This story is taken from THE LITTLE GIANT BOOK OF “TRUE” GHOST STORIES (1998) by Arthur Myers, Margaret Rau, and John Macklin. Told for true and dated to the year 1900, it has far, far older roots.
Scotland has a long history of stories of witchcraft. One such tale begins in December of 1900, on the Isle of Skye, when a pregnant woman named Margaret Fraser woke from a nap to find three elderly women, complete strangers to her, sitting over the crib of her year-old third child, Morag, a beautiful little girl.
Bewildered at first, Margaret shook off the fog of sleep when she realized that the three women were plotting to take her baby girl away!
The first one said, “Come. Let us take this one.”
Margaret’s breath caught. Then she heard the others disagreeing with the first old hag. “You’ve taken so many from this house already,” said one.
Margaret didn’t quite understand that comment; her older children were healthy and well-grown, and it appeared that the one yet to be born would be the same. The third woman gave an evil laugh. “Why not place a curse on the bonnie lass instead?”
Margaret watched as the first woman thought that over, then grinned. “A good idea,” she said.
She picked up a block of peat—that bog-sod that, dried, can smolder and create a goodly amount of heat when placed on a fire—and dropped it onto the fire, chanting a bit of doggerel verse: “When this peat is burnt away, that child will lie beneath the clay.”
And, as stealthily and uncannily as they had come, the three women simply vanished.
Margaret rushed over and grabbed the block of peat from the fire, unmindful of the smoke it produced or of the burns she got in the process. She dumped it into a pail of water, smothering the flame that had begun to catch at one corner. When it was cool enough to handle safely, she wrapped it up tightly in rags, then locked it in a chest, hidden safely away, so she thought, in a far corner of the house.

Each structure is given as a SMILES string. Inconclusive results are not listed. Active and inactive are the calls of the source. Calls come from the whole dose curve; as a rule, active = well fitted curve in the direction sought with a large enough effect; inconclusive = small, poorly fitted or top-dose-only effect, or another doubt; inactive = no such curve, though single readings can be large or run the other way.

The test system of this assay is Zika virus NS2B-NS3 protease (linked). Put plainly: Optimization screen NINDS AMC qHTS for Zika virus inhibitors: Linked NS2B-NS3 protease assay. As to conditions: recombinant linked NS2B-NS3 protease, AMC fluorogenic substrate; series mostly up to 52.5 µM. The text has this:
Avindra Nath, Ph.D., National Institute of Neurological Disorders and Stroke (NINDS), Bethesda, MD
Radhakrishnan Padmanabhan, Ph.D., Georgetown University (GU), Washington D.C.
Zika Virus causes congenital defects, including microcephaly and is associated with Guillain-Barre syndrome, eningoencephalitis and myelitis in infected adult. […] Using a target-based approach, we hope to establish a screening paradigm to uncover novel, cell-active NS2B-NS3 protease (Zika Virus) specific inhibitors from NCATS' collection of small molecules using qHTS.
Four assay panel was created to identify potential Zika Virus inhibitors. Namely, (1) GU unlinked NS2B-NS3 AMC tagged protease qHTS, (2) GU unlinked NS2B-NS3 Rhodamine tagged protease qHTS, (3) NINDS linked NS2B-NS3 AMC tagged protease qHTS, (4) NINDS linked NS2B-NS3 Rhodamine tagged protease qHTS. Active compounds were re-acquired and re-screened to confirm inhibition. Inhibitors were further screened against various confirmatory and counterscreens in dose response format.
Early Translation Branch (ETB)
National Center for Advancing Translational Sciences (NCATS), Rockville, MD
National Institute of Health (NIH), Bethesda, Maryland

She would have done better, perhaps, to bury it in the ground, or chuck it into the sea.
Morag, thus saved from the witches’ curse, grew up to be a lovely, intelligent, hardworking young woman. When she was twenty, she and a childhood playmate, looking at each other as adults and finding love in each other’s hearts, were engaged to be married.
On Skye, it was the custom for the bride not to attend church from the day of her engagement till the day of her wedding, when she would enter as a maiden and emerge as a wedded wife. So it was that, one Sunday not very long before that happy day, Morag was left home alone while her parents and siblings attended church.
It was that day that she found the locked chest. It had always been there, but she had never taken any particular notice of it before. On this day, though, something of the dark magic that chest concealed must have taken hold of her, and she brought it out of its corner and used a screwdriver to force it open.
She was surprised to find that it contained nothing save a rag-wrapped bundle. When she unwrapped it, there lay a block of peat, old and very dry by now, and burnt on one corner.
She could not fathom why on earth such an object would be locked up.
And so, with the house a bit chilly and this being obviously good fuel for the fire, she tossed the block into the fireplace. It caught up quite merrily.
Morag, though, didn’t enjoy the heat. She sat down abruptly, feeling deathly cold and suddenly, mortally terrified. Something was wrong. She was having trouble breathing, and could feel her heart slowing.
Her parents arrived home shortly thereafter to find the peat burnt to ashes, and their beautiful daughter dead.
Told for true or not, this story comes from an almost unimaginably old motif: the pre-Homeric Greek myth of the hero Meleager. His story is more than thirty-five hundred years old. The best modern retellings of Meleager’s life and death come from Edith Hamilton’s MYTHOLOGY: TIMELESS TALES OF GODS AND HEROES (1940), and Nigel Spivey’s SONGS ON BRONZE: THE GREEK MYTHS MADE REAL (2005).
There is a very similar story from Norse mythology, about a hero called Norna-Gest; it is told in the SAGA OF OLAF TRYGGVASSON, stories about an historical Scandinavian king composed circa AD 1300 by an unknown poet.